Welcome to This Date in Aviation History, getting of you caught up on milestones, important historical events and people in aviation from February 6 through February 8.


(San Diego Air and Space Museum)

February 8, 1933 – The first flight of the Boeing 247. The American-born son of German father Wilhelm Böing, William Boeing founded the airplane company that bears his name in 1916, and the first airplane he produced with his business partner George Westervelt was the Boeing Model 1, a sea-going biplane. They only built two, and Westervelt soon left the fledgling company. But since that somewhat inauspicious beginning, the Boeing Company has grown into one of the world’s largest airplane manufacturers, producing all types of civilian airliners, military aircraft, and spacecraft. But for most people, the company today is best known for their commercial jetliners, and that long heritage of excellence and design innovation began with the Boeing 247.

The Boeing Monomail, top, and Boeing YB-9 bomber. These all-metal monoplanes set the stage for the Boeing 247 airliner. (Author unknown, US Air Force)

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The years between the World Wars is recognized as the Golden Age of Aviation, a period marked not only by rapid technological developments of aircraft and a quest for ever-greater speed, but also the rise of the commercial aircraft industry. In an effort to capitalize on the emerging market for passenger aircraft, Boeing drew on what it learned with their earlier Monomail mail plane, as well as the YB-9, the first all-metal monoplane bomber flown by the US, to create an airliner that was truly advanced for its day. The Model 247 employed all-metal semimonocoque construction of anodized aluminum, a cantilevered wing and retractable landing gear. Advances in flight controls included trim tabs, an autopilot, and de-icing boots to prevent dangerous ice accumulation on the wings.

An early model 247 with a forward angled windscreen to eliminate glare on the windscreen from the cockpit gauges. Later models had a traditional windscreen, and the cockpit lights were shaded by a dashboard extension over the control panel. (Charles M. Daniels)

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Model 247s on Boeing’s production line (San Diego Air and Space Museum)

The need for the 247 was so great that it was ordered off the drawing board, with the first production aircraft going solely to the new United Air Lines (owned by Boeing), who received the first 60 aircraft of the 75 total built. Powered by a pair of Pratt & Whitney Wasp radial engines (Pratt & Whitney was also part of Boeing at the time), the 247 was faster than contemporary biplane fighters, and was the first twin-engine airplane capable of flying with just one engine. When variable pitch propellers became standard on the 247D, the airliner could fly at over 11,000 feet, fully loaded, on just one engine. The relatively small cabin accommodated 10 passengers, five to either side of the aisle, and they flew in the relative comfort of a thermostatically heated, soundproofed cabin. For its innovative design, the 247 received the Collier Trophy in 1934.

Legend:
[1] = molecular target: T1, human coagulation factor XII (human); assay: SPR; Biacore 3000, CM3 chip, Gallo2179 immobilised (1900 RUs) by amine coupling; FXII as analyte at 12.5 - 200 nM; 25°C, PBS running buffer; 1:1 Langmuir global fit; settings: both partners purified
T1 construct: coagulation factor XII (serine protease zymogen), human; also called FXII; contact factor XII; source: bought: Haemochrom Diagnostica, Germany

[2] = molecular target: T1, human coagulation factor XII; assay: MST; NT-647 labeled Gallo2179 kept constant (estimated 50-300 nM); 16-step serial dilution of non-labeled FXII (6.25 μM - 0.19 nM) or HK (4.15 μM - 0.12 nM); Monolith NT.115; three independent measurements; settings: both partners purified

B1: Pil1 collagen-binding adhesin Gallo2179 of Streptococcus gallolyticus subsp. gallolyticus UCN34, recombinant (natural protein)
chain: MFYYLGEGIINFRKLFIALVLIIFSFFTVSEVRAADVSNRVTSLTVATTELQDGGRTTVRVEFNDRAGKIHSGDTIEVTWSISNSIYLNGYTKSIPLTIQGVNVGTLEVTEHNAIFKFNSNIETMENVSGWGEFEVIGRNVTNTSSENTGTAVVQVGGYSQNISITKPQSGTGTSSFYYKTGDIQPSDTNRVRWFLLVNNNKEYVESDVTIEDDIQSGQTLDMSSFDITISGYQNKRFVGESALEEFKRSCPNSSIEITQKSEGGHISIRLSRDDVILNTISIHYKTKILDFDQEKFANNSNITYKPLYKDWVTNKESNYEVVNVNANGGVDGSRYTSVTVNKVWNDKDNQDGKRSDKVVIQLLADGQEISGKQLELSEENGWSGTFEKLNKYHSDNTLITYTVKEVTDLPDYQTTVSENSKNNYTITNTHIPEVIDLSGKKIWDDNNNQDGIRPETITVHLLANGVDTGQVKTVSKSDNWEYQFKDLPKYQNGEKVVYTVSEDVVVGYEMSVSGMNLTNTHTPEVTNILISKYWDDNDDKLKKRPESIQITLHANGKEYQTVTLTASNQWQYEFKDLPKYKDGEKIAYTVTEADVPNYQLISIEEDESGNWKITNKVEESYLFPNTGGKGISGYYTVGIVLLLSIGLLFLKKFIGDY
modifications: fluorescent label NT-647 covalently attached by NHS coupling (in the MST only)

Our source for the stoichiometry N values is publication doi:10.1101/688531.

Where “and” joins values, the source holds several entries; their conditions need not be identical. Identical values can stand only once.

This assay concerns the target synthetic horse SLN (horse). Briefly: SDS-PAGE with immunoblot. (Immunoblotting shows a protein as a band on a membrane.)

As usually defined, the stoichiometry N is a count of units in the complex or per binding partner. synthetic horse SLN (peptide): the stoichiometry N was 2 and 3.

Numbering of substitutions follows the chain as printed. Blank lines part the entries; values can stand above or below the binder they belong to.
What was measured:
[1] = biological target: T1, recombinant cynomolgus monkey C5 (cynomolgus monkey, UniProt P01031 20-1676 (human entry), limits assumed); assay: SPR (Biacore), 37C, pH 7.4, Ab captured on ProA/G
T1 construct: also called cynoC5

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Cramped even by today’s standards, the interior of the 247 accommodated ten passengers in relative comfort for the day. (Author unknown)

In order to promote the new airliner, Boeing entered it in the MacRobertson Air Race from England to Australia, a grueling race of over 11,000 miles. The production 247, piloted by the flamboyant Roscoe Turner, now hangs in the Smithsonian National Air & Space Museum in Washington, DC. But Turner didn’t win the race. The 247 came in second to a Douglas DC-2, a result which proved ominous for the future of the 247.

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The first production 247-D, flown Roscoe Turner in the 1934 England-to-Australia International Air Derby, better known as the MacRobertson Race, on display at the National Air and Space Museum. (Tim Shaffer)

When Boeing began producing the 247, they sold them exclusively to Boeing Air Transport, their affiliated airline and the precursor to today’s United Airlines. This exclusive contract led TWA executive Jack Frye to turn to Douglas for airliners, and the resulting DC-3 ended up taking the world by storm. Despite the 247's ability to cross the country in around 20 hours, it was small when compared to the DC-3, and the newer aircraft coming from Douglas could hold more passengers and thus fly more economically. Where only 75 247s were produced, Douglas built over 600 DC-3s. By the outbreak of WWII, the 247 was mostly finished flying passengers, but a number were drafted into US Army Air Corps service as the C-73. Though the 247's service life was relatively brief and it was built in small numbers, it bears a strong resemblance to another Boeing aircraft, the B-17 Flying Fortress. And Boeing built almost 13,000 of those. 

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Short Takeoff


(NASA)

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February 6, 1971 – NASA astronaut Alan Shepard drives two golf balls on the Moon. Apollo 14 was the eighth manned mission of the Apollo program, the third manned mission to land on the moon, and the first after the near-disaster of Apollo 13. Mission Commander Alan Shepard and Lunar Module Pilot Edgar Mitchell spent two days on the lunar surface, while Command Module Pilot Stuart Roosa remained in orbit around the Moon. The astronauts collected rocks and carried out several experiments, but the TV highlight of the mission occurred when Shepard struck two golf balls in the reduced gravity of the Moon using a makeshift golf club he had brought from Earth. Shepherd said the ball traveled “miles and miles and miles,” though it’s unlikely that his shot traveled much more than one mile. Had he struck the ball perfectly, though, it could have traveled 2.5 miles and stayed aloft for 70 seconds, as the Moon’s gravity is only 5/6 of the Earth’s.